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Partridge, S. (2010). Prep School Children: A Class Apart over Two Centuries (2009) by Vyvyen Brendon, published by Continuum, London.. Att: New Dir. in Psychother. Relat. Psychoanal., 4(2):188-192.

(2010). Attachment: New Directions in Psychotherapy and Relational Psychoanalysis, 4(2):188-192

Prep School Children: A Class Apart over Two Centuries (2009) by Vyvyen Brendon, published by Continuum, London.

Review by:
Simon Partridge

This is a powerful book. For me it was a roller-coaster, re-experiencing pain (Partridge, 2007) sparked off by Vyvyen Brendon's numerous, well-documented, often first hand examples, followed by anger and outrage that this was allowed to go on for so long - and, as Brendon admits, still does, even if in less overtly brutal form.

Brendon announces her intention as ‘not to produce an affectionate apologia for prep schools … nor do I presuppose with Nick Duffell that former boarding school pupils are all victims (Duffell, 2000). Instead, I have followed the evidence where it leads’. Thus, Brendon nails her colours firmly to Anglophone ‘empiricism’, and, in most respects, she lives up to her self-denying ordinance. However, this creates a problem when, at the end, she tries to draw more general conclusions, which evidently have to include some notion of ‘victimhood’ and its construction. I intend to return to the issue from a more conceptual perspective later.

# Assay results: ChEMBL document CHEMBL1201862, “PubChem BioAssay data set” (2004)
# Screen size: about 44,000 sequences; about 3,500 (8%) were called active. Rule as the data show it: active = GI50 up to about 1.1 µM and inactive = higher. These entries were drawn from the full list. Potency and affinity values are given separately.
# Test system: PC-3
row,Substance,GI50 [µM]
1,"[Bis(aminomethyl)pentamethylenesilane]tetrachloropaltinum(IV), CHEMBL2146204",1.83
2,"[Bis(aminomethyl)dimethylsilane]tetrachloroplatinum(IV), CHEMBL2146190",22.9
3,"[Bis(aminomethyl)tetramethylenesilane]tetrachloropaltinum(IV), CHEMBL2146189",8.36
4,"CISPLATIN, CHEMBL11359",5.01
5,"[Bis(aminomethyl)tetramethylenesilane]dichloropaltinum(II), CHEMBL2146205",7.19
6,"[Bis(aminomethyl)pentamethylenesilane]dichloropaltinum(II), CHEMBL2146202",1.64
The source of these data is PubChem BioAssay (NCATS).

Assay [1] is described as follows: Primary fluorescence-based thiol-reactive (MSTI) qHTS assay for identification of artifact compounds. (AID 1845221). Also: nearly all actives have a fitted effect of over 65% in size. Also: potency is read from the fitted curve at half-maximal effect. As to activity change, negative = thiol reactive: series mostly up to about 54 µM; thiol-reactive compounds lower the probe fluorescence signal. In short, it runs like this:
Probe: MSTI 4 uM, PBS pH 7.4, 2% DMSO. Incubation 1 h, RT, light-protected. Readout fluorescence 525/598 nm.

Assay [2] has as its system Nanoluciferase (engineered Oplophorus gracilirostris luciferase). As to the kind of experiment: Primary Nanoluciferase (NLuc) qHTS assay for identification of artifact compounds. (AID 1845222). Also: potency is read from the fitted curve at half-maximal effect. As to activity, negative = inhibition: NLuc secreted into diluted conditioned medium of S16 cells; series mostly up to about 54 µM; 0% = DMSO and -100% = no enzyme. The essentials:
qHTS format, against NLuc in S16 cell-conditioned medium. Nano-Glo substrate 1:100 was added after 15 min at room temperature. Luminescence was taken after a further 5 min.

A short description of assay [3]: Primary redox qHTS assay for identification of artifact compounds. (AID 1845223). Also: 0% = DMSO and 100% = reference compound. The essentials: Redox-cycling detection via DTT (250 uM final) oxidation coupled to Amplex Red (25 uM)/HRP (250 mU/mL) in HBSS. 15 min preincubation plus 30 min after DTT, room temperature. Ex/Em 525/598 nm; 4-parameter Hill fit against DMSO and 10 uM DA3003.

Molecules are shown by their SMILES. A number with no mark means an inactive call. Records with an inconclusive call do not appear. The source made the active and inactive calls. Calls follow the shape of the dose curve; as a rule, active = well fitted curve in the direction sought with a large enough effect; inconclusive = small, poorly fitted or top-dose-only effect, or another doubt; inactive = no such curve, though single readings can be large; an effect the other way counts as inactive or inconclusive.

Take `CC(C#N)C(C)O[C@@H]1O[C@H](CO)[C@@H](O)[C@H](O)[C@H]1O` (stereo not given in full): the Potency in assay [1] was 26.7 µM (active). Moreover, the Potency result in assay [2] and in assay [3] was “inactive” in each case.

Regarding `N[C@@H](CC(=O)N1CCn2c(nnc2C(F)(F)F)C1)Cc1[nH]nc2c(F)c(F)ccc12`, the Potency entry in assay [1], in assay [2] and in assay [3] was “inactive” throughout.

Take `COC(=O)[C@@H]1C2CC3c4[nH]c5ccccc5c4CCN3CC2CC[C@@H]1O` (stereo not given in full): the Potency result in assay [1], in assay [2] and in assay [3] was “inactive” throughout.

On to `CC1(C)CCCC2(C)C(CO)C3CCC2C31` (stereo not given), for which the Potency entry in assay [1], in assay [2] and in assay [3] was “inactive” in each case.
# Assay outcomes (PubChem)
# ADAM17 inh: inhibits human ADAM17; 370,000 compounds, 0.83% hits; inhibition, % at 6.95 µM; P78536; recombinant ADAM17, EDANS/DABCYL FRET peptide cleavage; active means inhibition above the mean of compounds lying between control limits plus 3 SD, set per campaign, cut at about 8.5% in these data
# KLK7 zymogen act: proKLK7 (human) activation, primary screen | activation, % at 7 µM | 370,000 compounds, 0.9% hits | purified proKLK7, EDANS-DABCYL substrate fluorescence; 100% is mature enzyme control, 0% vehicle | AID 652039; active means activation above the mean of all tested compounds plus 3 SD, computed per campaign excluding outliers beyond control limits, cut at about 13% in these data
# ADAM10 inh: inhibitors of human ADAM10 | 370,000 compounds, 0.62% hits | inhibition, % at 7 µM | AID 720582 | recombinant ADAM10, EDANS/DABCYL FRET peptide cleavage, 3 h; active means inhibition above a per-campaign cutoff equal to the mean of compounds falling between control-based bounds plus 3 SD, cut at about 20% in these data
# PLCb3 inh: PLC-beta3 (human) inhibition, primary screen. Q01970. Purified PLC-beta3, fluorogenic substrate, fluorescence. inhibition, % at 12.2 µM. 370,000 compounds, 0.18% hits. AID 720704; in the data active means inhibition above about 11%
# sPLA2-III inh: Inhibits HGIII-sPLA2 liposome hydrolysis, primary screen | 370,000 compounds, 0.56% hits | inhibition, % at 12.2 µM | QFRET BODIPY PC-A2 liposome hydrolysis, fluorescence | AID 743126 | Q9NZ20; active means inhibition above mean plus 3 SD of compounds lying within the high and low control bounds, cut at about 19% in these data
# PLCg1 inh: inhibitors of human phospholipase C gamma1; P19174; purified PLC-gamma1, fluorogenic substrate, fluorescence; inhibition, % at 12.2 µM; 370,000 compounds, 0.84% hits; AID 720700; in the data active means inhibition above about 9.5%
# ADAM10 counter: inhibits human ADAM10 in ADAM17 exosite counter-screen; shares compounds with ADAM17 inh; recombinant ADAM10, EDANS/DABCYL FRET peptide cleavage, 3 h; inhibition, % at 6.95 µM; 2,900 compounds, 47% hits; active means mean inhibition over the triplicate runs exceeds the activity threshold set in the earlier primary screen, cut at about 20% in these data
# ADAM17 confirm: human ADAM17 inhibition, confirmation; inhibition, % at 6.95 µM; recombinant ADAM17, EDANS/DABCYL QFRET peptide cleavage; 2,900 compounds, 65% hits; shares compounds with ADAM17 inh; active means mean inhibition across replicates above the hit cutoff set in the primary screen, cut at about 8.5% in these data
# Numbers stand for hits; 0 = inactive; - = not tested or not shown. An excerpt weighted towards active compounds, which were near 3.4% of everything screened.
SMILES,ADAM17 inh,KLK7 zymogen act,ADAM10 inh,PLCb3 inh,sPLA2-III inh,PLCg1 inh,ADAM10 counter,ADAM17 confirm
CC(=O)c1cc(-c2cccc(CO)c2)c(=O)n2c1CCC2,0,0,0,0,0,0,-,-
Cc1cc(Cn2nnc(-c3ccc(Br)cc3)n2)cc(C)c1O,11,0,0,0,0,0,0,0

Brendon has to be congratulated on gathering together between two covers so much material over such a long time span - two centuries (she does not have room to fully address the shorter history of girls' prep schools, which deserves its own study). Developing an approach pioneered in her acclaimed Children of the Raj (Brendon, 2006), she has again turned up ‘varied and abundant evidence’ which sees prep schools ‘through the eyes of children in a way that has not been attempted before’.

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